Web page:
Mario Czaja and Friedrich Merz never shared heart and soul.
When the designated federal chairman stood for the post of party leader for the first time in December 2018, the CDU man from Berlin voted for the then outsider Jens Spahn in the first ballot.
When Merz made the second attempt, Czaja stood up for Armin Laschet.
But at the weekend, the 46-year-old man from East Berlin, who has just moved into the Bundestag for the first time, is to become Secretary General and thus a close confidante of the new man at the head of the party.
Political correspondent in Berlin.
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This is also surprising when it comes to substantive positions: Czaja has always advocated a relaxed relationship between the CDU and the Left Party, not exactly a typical attitude of the new party chairman from Sauerland.
In addition, Czaja is considered a modernizer, a label that Merz has not yet been pinned on.
So how is it that Merz chose this man who was still unfamiliar with federal politics?
Both emphasize that the differences are the reason that the CDU should now also be represented at the top in its diversity.
The real reason, and this is not denied either, lies in Czaja's election result in Berlin in the federal elections.
Czaja conquered left stronghold
In the East Berlin constituency of Marzahn-Hellersdorf, his homeland, Czaja clearly defeated the local hero from the left, Bundestag Vice President Petra Pau. That was a real coup, because the district was considered a stronghold of the Left Party. Czaja's predecessor as a constituency candidate, former State Minister for Culture and Media Monika Grütters, lost to Pau four times between 2005 and 2017. Czaja clearly defeated the left-wing politician. He achieved more than 29 percent of the first votes, Pau just under 22. It was one of the few spectacular success stories in an election that had little to offer for the CDU.
However, Czaja, who grew up in Marzahn-Hellersdorf, had repeatedly won a direct mandate in the elections to the Berlin House of Representatives – he only lost once, against Left Party veteran Gregor Gysi. In the Berlin election in 2016, he received 47.2 percent of the first votes in his constituency - it was the best first vote result in Berlin ever. From an early age, Czaja was considered a “political prodigy” in the Berlin CDU.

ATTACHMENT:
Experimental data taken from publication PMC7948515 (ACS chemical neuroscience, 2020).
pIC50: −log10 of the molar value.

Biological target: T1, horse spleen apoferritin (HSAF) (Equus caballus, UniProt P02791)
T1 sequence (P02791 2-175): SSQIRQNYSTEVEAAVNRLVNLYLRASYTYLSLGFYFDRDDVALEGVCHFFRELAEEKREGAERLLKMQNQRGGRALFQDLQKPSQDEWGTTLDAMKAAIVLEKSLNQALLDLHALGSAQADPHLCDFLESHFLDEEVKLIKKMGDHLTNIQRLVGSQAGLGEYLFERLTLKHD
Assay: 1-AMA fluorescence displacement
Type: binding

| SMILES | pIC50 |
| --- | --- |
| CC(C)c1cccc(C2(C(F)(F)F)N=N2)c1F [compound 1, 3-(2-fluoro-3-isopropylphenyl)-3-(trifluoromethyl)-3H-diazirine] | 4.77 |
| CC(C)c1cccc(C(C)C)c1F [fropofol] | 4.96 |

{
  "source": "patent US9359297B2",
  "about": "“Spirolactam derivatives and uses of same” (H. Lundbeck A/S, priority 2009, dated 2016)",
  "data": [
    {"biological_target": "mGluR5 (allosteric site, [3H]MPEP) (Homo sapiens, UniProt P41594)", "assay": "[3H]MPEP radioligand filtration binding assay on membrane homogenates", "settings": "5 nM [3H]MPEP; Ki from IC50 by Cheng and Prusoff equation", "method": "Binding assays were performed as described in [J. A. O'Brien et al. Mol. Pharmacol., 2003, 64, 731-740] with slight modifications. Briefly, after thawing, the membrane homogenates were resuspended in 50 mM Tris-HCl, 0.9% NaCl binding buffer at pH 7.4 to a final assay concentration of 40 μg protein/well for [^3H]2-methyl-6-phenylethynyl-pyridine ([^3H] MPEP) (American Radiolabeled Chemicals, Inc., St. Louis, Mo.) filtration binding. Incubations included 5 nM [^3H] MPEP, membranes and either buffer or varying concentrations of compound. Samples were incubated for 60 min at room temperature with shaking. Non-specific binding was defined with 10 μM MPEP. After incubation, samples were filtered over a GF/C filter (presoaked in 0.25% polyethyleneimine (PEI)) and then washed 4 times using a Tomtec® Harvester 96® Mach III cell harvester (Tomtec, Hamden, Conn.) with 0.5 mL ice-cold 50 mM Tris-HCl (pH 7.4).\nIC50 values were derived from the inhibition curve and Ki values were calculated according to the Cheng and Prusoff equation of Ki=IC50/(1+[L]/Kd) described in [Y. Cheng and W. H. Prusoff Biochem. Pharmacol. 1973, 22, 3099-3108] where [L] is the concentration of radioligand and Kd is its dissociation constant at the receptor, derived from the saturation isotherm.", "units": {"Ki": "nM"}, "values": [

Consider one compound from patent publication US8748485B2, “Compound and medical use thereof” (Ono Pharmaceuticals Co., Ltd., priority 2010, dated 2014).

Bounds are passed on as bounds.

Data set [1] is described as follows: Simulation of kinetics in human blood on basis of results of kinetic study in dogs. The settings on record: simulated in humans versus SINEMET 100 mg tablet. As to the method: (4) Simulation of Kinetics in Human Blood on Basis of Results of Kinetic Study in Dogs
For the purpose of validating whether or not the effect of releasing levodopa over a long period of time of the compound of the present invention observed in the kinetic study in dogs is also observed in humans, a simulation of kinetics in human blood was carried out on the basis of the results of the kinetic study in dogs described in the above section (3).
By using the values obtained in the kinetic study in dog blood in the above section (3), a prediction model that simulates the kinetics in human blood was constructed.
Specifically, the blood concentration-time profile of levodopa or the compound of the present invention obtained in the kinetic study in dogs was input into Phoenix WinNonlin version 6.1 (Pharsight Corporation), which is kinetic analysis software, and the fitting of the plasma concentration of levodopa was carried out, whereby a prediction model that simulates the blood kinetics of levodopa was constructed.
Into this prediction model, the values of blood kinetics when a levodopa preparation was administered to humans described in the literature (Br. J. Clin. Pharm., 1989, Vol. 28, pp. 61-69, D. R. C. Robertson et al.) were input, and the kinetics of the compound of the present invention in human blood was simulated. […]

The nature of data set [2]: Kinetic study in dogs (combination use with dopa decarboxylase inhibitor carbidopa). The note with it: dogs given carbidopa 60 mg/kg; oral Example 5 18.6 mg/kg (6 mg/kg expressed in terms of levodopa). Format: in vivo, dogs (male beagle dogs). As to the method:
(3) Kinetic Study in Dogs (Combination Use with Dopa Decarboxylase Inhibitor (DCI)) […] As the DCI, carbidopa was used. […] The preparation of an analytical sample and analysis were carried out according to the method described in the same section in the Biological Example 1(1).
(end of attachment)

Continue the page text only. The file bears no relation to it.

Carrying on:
However, he always had a hard time with the Berlin state association – it was too conservative and too old West Berlin for him.
Last summer he broke openly with the CDU's top candidate Kai Wegner;
that was a few months before the Berlin elections.
In his positions, Wegner is closer to the former head of the Office for the Protection of the Constitution, Hans-Georg Maassen, than to Chancellor Angela Merkel, said Czaja, and reprimanded the "risky legal course" of the Berlin CDU - an allegation that he was unable to substantiate.
His anger at his own party was mainly due to the fact that he was denied a promising place on the state list and that the east of the city once again fell behind despite good and promising candidates in the Berlin CDU.
CDU politician with a caregiver image
Freed from any party constraints, Czaja then relied entirely on himself, the CDU logo was deliberately kept very small on his posters.
The fact that he has always considered social policy important and has no reservations about contact with the Left Party apparently made it easy for previous Left-wing voters to vote for him this time.
As before, Czaja played out his caring image in Marzahn-Hellersdorf.
He is committed to the concerns of the citizens, regardless of whether it is about a pedestrian traffic light, a bypass or the new business park.
The married father of one daughter benefits from the fact that his homeland is no longer the typical prefab district from the GDR era; many young people and families have moved here.Keywords: